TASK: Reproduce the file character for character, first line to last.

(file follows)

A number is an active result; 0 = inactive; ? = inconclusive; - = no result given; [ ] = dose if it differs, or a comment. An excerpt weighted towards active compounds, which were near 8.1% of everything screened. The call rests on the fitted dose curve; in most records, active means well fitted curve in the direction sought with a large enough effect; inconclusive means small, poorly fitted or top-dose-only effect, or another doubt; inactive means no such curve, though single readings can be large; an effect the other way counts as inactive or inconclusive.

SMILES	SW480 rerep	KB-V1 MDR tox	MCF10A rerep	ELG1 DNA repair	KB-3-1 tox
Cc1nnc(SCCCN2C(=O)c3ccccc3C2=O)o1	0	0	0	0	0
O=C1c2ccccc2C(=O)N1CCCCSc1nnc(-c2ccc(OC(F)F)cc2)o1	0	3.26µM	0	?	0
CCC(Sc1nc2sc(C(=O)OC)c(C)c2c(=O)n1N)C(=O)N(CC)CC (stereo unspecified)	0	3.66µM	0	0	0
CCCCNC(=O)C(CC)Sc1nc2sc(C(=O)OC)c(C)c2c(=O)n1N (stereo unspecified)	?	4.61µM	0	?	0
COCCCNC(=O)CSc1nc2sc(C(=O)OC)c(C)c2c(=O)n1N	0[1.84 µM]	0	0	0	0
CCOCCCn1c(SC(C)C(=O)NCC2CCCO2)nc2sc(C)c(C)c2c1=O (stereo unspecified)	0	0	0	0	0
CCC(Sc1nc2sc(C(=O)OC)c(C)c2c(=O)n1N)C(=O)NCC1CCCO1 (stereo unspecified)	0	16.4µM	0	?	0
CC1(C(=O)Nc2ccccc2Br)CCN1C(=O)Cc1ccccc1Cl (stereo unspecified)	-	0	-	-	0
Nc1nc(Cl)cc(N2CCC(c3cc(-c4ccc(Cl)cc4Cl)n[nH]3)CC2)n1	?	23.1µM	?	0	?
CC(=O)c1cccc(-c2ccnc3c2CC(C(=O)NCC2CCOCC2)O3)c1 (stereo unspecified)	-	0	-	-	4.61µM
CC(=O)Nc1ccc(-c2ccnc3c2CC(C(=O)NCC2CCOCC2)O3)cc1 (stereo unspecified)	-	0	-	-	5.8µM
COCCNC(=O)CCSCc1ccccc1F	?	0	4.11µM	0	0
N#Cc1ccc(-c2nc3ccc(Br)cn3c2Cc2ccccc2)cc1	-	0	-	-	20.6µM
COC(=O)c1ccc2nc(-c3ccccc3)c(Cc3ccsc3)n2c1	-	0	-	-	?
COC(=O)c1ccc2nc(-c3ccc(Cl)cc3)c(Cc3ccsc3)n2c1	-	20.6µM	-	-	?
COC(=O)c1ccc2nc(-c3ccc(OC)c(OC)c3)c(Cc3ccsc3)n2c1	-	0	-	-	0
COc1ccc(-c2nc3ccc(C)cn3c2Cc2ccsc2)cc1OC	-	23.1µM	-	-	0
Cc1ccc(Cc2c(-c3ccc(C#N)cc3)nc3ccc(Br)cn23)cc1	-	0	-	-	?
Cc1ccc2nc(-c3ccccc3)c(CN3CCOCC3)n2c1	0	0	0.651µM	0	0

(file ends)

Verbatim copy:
A number is an active result; 0 = inactive; ? = inconclusive; - = no result given; [ ] = dose if it differs, or a comment. An excerpt weighted towards active compounds, which were near 8.1% of everything screened. The call rests on the fitted dose curve; in most records, active means well fitted curve in the direction sought with a large enough effect; inconclusive means small, poorly fitted or top-dose-only effect, or another doubt; inactive means no such curve, though single readings can be large; an effect the other way counts as inactive or inconclusive.

SMILES	SW480 rerep	KB-V1 MDR tox	MCF10A rerep	ELG1 DNA repair	KB-3-1 tox
Cc1nnc(SCCCN2C(=O)c3ccccc3C2=O)o1	0	0	0	0	0
O=C1c2ccccc2C(=O)N1CCCCSc1nnc(-c2ccc(OC(F)F)cc2)o1	0	3.26µM	0	?	0
CCC(Sc1nc2sc(C(=O)OC)c(C)c2c(=O)n1N)C(=O)N(CC)CC (stereo unspecified)	0	3.66µM	0	0	0
CCCCNC(=O)C(CC)Sc1nc2sc(C(=O)OC)c(C)c2c(=O)n1N (stereo unspecified)	?	4.61µM	0	?	0
COCCCNC(=O)CSc1nc2sc(C(=O)OC)c(C)c2c(=O)n1N	0[1.84 µM]	0	0	0	0
CCOCCCn1c(SC(C)C(=O)NCC2CCCO2)nc2sc(C)c(C)c2c1=O (stereo unspecified)	0	0	0	0	0
CCC(Sc1nc2sc(C(=O)OC)c(C)c2c(=O)n1N)C(=O)NCC1CCCO1 (stereo unspecified)	0	16.4µM	0	?	0
CC1(C(=O)Nc2ccccc2Br)CCN1C(=O)Cc1ccccc1Cl (stereo unspecified)	-	0	-	-	0
Nc1nc(Cl)cc(N2CCC(c3cc(-c4ccc(Cl)cc4Cl)n[nH]3)CC2)n1	?	23.1µM	?	0	?
CC(=O)c1cccc(-c2ccnc3c2CC(C(=O)NCC2CCOCC2)O3)c1 (stereo unspecified)	-	0	-	-	4.61µM
CC(=O)Nc1ccc(-c2ccnc3c2CC(C(=O)NCC2CCOCC2)O3)cc1 (stereo unspecified)	-	0	-	-	5.8µM
COCCNC(=O)CCSCc1ccccc1F	?	0	4.11µM	0	0
N#Cc1ccc(-c2nc3ccc(Br)cn3c2Cc2ccccc2)cc1	-	0	-	-	20.6µM
COC(=O)c1ccc2nc(-c3ccccc3)c(Cc3ccsc3)n2c1	-	0	-	-	?
COC(=O)c1ccc2nc(-c3ccc(Cl)cc3)c(Cc3ccsc3)n2c1	-	20.6µM	-	-	?
COC(=O)c1ccc2nc(-c3ccc(OC)c(OC)c3)c(Cc3ccsc3)n2c1	-	0	-	-	0
COc1ccc(-c2nc3ccc(C)cn3c2Cc2ccsc2)cc1OC	-	23.1µM	-	-	0
Cc1ccc(Cc2c(-c3ccc(C#N)cc3)nc3ccc(Br)cn23)cc1	-	0	-	-	?
Cc1ccc2nc(-c3ccccc3)c(CN3CCOCC3)n2c1	0	0	0.651µM	0	0